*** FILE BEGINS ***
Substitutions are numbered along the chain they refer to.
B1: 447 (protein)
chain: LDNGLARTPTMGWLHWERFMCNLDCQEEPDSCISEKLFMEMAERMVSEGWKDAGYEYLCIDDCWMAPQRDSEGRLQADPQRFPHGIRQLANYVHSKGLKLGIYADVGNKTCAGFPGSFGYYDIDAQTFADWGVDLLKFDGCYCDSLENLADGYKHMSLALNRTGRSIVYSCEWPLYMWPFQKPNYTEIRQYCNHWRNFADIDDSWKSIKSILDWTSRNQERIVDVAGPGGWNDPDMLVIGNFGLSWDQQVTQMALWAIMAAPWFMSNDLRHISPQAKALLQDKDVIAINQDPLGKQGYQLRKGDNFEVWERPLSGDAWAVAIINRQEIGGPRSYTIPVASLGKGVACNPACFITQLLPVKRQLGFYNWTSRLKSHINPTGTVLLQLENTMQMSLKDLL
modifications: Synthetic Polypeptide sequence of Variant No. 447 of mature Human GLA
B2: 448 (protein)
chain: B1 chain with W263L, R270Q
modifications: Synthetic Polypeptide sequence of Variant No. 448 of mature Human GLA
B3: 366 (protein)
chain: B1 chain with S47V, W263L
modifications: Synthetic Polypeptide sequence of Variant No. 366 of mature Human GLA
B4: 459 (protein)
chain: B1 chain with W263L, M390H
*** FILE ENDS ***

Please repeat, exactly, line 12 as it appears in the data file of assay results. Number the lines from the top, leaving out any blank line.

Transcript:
chain: B1 chain with W263L, M390H